Use of a memory aid

If students are able to use a memory aid while testing, they will still need to create the aid and send it to their instructor at least 72 hours prior to the test. The instructor can then review the memory aid and make any necessary edits. To ensure that the student has not added any additional information, the professor can sign the aid and ask that the student turn it in with their test.

Use of equation sheet for exams

Please refer to the memory aid accommodation for information on how to implement this accommodation.

Use of paper-based exams

Paper-based exams might not be a reasonable accommodation in an online course. It is advised that the instructor talk with the student ahead of time to talk through any concerns about taking a test electronically. If there are any existing alternative solutions (i.e. use of a scratch paper to write down thoughts), please consider implementing them.

Use of a reader for exams

It is advised that instructors determine whether screen reading is available via the test delivery method chosen. If so, the student can use that feature.

If screen reading is not available, instructors can provide students with a Word copy of the exam, which will allow the student to use Microsoft Word’s text to speech software, while taking the test online.

Use of a scribe for exams

 Please contact Disability Services for more information regarding this accommodation if needed. 

Time extensions on exams

Most test delivery methods will allow for time extensions. Please determine how to extend time on tests using your selected methods.

Tips for Accessibility in an Online Course

The course syllabus should include an accessibility statement for students which outlines ADA procedures.

Present content in as flat a navigational structure as possible. Rather than a multi-level folder-within-a-folder approach, present all course content in a single, scrollable file, tagged (via HTML or PDF) to tell screen readers the precise order in which text should be translated. At the very least, reduce the number of clicks required to “drill down” to course content to two or three.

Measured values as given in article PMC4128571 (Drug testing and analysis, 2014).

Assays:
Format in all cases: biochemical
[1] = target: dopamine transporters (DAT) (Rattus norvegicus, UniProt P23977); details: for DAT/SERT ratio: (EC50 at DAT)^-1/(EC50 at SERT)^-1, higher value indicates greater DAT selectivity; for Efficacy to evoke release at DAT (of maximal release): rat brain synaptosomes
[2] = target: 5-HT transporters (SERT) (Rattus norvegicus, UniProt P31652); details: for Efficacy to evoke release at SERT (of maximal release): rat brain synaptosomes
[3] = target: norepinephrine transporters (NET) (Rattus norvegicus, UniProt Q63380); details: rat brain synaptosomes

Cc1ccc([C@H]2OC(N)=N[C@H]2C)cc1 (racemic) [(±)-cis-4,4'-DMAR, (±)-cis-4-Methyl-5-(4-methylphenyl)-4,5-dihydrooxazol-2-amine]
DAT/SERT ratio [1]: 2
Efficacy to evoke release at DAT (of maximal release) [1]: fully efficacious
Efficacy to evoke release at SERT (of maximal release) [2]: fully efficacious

Use clear, consistent layouts.

  1. Use large fonts on plain backgrounds. Sans Sarif is recommended.
  2. Use color combinations that are high contrast for those who have visual impairments.
  3. Use descriptive wording for hyperlink text
  4. Spell out terms, rather than writing in acronyms or jargon.
  5. Use numbered lists whenever possible and replace bolding with heading tags (screen readers interpret bolding and heading differently).
  6. Cut extraneous material. Screen readers give the same presentational weight to long-winded, repetitious material and critical course concepts. Make sure every paragraph, image, activity, and video clip you add to an online course contributes directly to your course’s stated learning objectives.
  7. Uniquely identify and annotate all figures and illustrations

Present content in multiple ways.

  1. When using PDF, make sure the text can be copied and pasted.
  2. Provide text descriptions of content presented in images.
    Caption or transcribe audio content (Zoom has these features).
    Provide different options for communication in order to maintain accessibility for students with disabilities.

  3. Chunk videos (and name the chunks). Instead of a 50-minute video called “Week 12 video,” create and link to two 20-minute videos titled (for example) “Structure and Function of the Integumentary System (19:56)” and “Alterations in the Integument (20:11).”

  4. Tables and charts need to have identifying headers and labels as well as summaries.

Designing an Accessible Online Course

We have also included two links below, which will provide further information on designing an accessible course: 

SLU Course Accessibility Checklist

Explore Access: Tools for Promoting Disability Access and Inclusion